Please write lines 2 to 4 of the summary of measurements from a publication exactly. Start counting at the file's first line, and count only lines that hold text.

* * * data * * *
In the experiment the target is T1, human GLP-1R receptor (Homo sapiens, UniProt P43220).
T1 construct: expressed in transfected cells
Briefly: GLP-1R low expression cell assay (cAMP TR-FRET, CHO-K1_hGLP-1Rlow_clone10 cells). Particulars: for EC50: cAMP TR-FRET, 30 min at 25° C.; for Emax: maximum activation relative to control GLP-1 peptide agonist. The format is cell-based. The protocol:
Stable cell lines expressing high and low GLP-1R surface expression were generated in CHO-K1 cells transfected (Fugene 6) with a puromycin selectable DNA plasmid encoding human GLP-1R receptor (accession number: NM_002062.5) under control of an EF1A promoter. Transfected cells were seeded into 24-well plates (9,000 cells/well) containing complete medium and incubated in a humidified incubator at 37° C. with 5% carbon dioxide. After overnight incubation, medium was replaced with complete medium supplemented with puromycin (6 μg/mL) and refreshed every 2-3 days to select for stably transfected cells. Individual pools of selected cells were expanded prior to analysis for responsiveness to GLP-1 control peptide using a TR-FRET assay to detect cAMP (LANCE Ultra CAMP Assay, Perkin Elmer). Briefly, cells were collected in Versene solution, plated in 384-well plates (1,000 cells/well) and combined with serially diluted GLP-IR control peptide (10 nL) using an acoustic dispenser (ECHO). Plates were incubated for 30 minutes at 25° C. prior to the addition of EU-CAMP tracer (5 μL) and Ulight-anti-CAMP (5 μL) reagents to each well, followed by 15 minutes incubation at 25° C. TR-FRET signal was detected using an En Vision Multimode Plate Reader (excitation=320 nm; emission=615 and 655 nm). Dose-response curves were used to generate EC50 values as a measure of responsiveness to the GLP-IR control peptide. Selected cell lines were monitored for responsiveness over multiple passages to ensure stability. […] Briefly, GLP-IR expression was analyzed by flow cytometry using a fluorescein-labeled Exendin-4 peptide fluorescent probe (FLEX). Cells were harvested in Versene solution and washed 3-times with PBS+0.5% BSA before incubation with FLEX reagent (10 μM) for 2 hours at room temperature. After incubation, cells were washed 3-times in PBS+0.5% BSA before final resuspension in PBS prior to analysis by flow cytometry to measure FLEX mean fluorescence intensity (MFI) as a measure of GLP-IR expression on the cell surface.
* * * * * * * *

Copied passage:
T1 construct: expressed in transfected cells
Briefly: GLP-1R low expression cell assay (cAMP TR-FRET, CHO-K1_hGLP-1Rlow_clone10 cells). Particulars: for EC50: cAMP TR-FRET, 30 min at 25° C.; for Emax: maximum activation relative to control GLP-1 peptide agonist. The format is cell-based. The protocol:
Stable cell lines expressing high and low GLP-1R surface expression were generated in CHO-K1 cells transfected (Fugene 6) with a puromycin selectable DNA plasmid encoding human GLP-1R receptor (accession number: NM_002062.5) under control of an EF1A promoter. Transfected cells were seeded into 24-well plates (9,000 cells/well) containing complete medium and incubated in a humidified incubator at 37° C. with 5% carbon dioxide. After overnight incubation, medium was replaced with complete medium supplemented with puromycin (6 μg/mL) and refreshed every 2-3 days to select for stably transfected cells. Individual pools of selected cells were expanded prior to analysis for responsiveness to GLP-1 control peptide using a TR-FRET assay to detect cAMP (LANCE Ultra CAMP Assay, Perkin Elmer). Briefly, cells were collected in Versene solution, plated in 384-well plates (1,000 cells/well) and combined with serially diluted GLP-IR control peptide (10 nL) using an acoustic dispenser (ECHO). Plates were incubated for 30 minutes at 25° C. prior to the addition of EU-CAMP tracer (5 μL) and Ulight-anti-CAMP (5 μL) reagents to each well, followed by 15 minutes incubation at 25° C. TR-FRET signal was detected using an En Vision Multimode Plate Reader (excitation=320 nm; emission=615 and 655 nm). Dose-response curves were used to generate EC50 values as a measure of responsiveness to the GLP-IR control peptide. Selected cell lines were monitored for responsiveness over multiple passages to ensure stability. […] Briefly, GLP-IR expression was analyzed by flow cytometry using a fluorescein-labeled Exendin-4 peptide fluorescent probe (FLEX). Cells were harvested in Versene solution and washed 3-times with PBS+0.5% BSA before incubation with FLEX reagent (10 μM) for 2 hours at room temperature. After incubation, cells were washed 3-times in PBS+0.5% BSA before final resuspension in PBS prior to analysis by flow cytometry to measure FLEX mean fluorescence intensity (MFI) as a measure of GLP-IR expression on the cell surface.